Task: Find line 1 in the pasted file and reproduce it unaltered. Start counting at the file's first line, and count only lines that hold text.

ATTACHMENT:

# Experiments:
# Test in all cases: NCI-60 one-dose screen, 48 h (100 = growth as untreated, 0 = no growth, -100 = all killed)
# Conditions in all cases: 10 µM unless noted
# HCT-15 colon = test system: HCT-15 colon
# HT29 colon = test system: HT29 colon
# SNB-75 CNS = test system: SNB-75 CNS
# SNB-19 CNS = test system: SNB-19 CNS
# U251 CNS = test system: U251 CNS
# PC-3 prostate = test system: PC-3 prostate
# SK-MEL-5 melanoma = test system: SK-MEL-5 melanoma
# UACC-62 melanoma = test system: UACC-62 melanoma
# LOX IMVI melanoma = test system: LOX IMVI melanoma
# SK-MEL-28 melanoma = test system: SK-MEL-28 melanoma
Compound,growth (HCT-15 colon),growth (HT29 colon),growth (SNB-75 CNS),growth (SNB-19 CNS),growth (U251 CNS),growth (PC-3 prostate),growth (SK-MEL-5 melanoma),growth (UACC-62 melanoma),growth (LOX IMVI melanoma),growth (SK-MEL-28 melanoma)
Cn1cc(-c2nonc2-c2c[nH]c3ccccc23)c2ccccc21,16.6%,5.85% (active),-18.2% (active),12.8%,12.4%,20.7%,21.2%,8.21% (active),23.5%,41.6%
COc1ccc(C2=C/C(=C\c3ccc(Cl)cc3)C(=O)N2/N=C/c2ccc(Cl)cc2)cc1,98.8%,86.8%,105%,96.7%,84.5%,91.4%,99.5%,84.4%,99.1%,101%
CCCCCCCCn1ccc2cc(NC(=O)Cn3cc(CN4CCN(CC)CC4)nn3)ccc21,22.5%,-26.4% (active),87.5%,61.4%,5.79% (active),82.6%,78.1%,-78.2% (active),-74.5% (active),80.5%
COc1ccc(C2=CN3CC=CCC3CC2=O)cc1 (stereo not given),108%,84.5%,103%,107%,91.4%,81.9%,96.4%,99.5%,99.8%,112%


# Experiments: